| Save your home from repossession! Today! Many property companies fall over themselves to "save" you from eviction or repossession but we know the best solution is for you to save yourself, if you can. |
Repossessions may rise to 70,000 this year, the highest figure since 1991. No one wants to be a statistic. By acting early you can save your home from repossession whether you make increased repayments or, as a last resort, have to sell. It's by acting early you take charge and stay in control.
Save your home from repossession
You may want to ask yourself why so much mystery surrounds how you save your home from repossession. The lack of available information on how it's done means you can easily find yourself backed into a corner. In the end you may decide you have to sell your property for any price you can get to avert what you believe is inevitable. We're here to help you solve the mystery.
You can save your home from repossession. In truth it's you who gets repossessed but the process can be halted or frozen if you know how..All in the space of a couple of pages we'll show exactly how and give you the know-how you need to make it happen.
Where people go wrong
Homeowners make three fatal errors when they get into mortgage arrears:
- they don't act early enough to find out what their options are. This includes taking legal advice.
- they don't stay in touch with their lender
- don't appear in court appear in court because they don't think they can influence the judges decision.
To save your home from repossession you really need to get legal and financial advice early on or at least speak to one of the no cost information services.
The homeowners who are most at risk from losing their homes are borrowers who fail to maintain contact with their lender, don't have access to legal advice and don't appear in court. It's hard to believe with so much at stake a surprisingly high number of people don't appear in court. Historically this has been especially true in Scotland. You can help save your house by avoiding these mistakes.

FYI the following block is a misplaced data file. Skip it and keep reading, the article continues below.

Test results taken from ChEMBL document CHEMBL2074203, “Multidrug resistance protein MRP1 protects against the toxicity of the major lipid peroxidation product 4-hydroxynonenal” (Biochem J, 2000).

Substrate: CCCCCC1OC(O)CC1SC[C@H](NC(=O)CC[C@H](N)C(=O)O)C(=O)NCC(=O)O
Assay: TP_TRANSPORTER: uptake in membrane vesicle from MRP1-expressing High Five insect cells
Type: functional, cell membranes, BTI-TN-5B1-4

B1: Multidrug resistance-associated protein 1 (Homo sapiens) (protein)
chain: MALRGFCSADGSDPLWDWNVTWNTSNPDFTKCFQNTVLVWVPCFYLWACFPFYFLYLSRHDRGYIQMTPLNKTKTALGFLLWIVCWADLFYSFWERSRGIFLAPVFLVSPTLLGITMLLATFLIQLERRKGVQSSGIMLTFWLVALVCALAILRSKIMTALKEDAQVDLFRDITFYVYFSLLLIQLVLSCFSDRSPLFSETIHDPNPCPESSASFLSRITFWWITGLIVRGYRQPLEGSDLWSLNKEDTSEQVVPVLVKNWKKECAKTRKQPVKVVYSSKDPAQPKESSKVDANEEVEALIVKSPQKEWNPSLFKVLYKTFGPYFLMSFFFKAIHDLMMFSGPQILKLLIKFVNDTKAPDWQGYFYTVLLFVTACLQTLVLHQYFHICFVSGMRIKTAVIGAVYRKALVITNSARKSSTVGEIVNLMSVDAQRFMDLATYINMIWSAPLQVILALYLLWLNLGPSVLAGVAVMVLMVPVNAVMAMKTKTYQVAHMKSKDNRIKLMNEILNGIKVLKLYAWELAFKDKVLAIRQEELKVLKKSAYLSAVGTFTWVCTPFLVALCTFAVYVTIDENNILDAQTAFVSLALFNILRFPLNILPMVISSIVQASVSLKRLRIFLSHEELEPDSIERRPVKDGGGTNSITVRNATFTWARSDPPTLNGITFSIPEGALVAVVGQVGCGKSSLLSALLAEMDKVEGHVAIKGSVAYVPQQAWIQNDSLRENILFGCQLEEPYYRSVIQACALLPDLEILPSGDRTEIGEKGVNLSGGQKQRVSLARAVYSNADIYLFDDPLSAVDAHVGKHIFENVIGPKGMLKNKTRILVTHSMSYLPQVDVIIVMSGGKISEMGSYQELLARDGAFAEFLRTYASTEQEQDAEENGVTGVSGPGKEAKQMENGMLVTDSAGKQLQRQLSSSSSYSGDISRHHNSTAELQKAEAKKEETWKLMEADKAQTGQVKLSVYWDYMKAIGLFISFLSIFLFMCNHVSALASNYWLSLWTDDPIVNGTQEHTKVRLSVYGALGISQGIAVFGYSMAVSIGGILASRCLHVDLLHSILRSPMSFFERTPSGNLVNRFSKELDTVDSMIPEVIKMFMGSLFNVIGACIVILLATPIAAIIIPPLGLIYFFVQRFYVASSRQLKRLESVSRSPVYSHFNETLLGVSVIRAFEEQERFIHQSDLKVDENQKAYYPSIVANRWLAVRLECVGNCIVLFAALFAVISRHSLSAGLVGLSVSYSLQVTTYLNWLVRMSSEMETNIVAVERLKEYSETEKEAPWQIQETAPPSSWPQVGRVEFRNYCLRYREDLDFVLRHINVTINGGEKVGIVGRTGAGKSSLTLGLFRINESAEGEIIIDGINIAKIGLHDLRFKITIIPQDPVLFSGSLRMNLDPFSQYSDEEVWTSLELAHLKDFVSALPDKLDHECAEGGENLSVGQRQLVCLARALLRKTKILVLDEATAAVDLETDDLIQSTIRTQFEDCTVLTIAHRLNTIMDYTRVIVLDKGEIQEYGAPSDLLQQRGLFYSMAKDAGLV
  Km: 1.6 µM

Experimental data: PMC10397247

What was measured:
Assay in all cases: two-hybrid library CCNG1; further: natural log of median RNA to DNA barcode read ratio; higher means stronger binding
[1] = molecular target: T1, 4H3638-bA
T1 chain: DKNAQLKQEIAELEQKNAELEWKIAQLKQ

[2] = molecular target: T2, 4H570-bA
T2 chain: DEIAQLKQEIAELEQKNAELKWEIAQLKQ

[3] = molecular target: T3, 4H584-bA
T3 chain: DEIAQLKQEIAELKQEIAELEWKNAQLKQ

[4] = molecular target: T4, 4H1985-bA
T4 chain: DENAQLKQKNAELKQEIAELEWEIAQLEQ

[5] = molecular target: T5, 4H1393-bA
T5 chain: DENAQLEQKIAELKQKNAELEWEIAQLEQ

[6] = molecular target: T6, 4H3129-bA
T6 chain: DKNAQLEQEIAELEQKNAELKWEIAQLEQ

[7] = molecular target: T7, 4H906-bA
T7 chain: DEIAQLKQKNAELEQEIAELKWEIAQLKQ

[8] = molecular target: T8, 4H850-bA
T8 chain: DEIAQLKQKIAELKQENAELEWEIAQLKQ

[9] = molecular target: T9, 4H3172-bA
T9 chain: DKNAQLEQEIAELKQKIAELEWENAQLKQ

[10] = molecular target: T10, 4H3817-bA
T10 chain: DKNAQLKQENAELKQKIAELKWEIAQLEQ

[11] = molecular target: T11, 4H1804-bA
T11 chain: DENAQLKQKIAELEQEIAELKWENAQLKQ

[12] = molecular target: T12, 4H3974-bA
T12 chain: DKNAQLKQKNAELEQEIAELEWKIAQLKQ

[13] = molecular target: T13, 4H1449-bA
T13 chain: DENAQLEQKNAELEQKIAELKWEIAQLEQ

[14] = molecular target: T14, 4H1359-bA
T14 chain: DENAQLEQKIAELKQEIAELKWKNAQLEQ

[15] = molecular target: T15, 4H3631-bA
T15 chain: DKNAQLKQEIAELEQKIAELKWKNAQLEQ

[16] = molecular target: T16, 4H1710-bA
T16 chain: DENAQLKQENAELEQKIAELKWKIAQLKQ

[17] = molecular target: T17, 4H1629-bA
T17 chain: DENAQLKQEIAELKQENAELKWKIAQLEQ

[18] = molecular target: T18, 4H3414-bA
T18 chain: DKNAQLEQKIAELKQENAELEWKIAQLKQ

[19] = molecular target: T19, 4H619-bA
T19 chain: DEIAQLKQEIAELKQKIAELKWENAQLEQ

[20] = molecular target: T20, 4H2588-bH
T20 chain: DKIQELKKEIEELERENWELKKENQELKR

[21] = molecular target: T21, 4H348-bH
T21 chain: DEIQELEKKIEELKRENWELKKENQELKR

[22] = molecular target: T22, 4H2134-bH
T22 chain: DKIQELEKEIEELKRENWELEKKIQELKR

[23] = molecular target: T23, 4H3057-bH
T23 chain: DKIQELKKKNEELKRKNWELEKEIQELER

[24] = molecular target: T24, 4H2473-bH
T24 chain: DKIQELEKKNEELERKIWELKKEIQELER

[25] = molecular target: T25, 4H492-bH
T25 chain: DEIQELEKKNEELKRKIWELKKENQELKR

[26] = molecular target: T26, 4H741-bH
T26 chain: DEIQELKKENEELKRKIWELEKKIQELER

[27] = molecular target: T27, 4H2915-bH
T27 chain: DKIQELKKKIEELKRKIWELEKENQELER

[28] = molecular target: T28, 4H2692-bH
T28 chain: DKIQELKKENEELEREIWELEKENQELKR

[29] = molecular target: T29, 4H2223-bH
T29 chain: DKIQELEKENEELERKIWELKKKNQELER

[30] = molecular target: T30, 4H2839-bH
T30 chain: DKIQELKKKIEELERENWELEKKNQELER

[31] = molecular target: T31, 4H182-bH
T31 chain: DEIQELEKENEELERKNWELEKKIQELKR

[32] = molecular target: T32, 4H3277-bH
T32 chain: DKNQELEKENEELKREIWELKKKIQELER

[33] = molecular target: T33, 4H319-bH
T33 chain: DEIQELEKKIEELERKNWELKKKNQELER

The legal side
However you should know that things don't always work out out as planned.
Let's look at the facts.
The law is confused in this area. Strictly speaking lenders can seek a repossession order after only two months of arrears. But exactly how long it takes your lender to start legal proceedings can vary from two to six months!
However, there are also regulations put in place by the Financial Services Authority (FSA) which are supposed to direct lenders to come to a payment arrangement with you.
Recently, the Financial Services Consumer Panel (FSPC) which advises the FSA issued a statement noting there was a worrying trend developing.
It appears that some lenders are riding rough-shod over the FSA's regulations and taking homeowners to court without making a proper attempt to agree some form of payment plan to pay off arrears. What's worse, the FSCP believes judges don't seem to be noticing.
The difficulty seems to be that the FSA's rules play second fiddle to the applicable legislation. The strict application of the FSA's rules require "goodwill" on the part of the lender. And of course if house prices are falling, lenders get more nervous.
Halting the repossession or eviction process
If you do end up in court and want to save your home from repossession you'll need to demonstrate you can meet agreed payments on your mortgage. This will include a "top up" to cover arrears. The judge will want to know your plan for paying off the arrears is realistic. This is where it really helps to attend court armed with some form of income and expenditure programme for the months ahead. It's ultimately in your interests this statement reflects reality.
If you want to head-off your court day or eviction and if you have a solution, it is possible to "freeze" the repossession or eviction process. You can do this using a little known tool called an N244. This form is available directly from the court service and may allow you to save your house from repossession. Essentially this short form has the power to convey a special court hearing for you "on demand". The presiding judge, depending on the evidence you present, has the power to freeze the repossession process or halt your eviction until you've sorted yourself out. Get Form N244 and read more on how to save your home from repossession.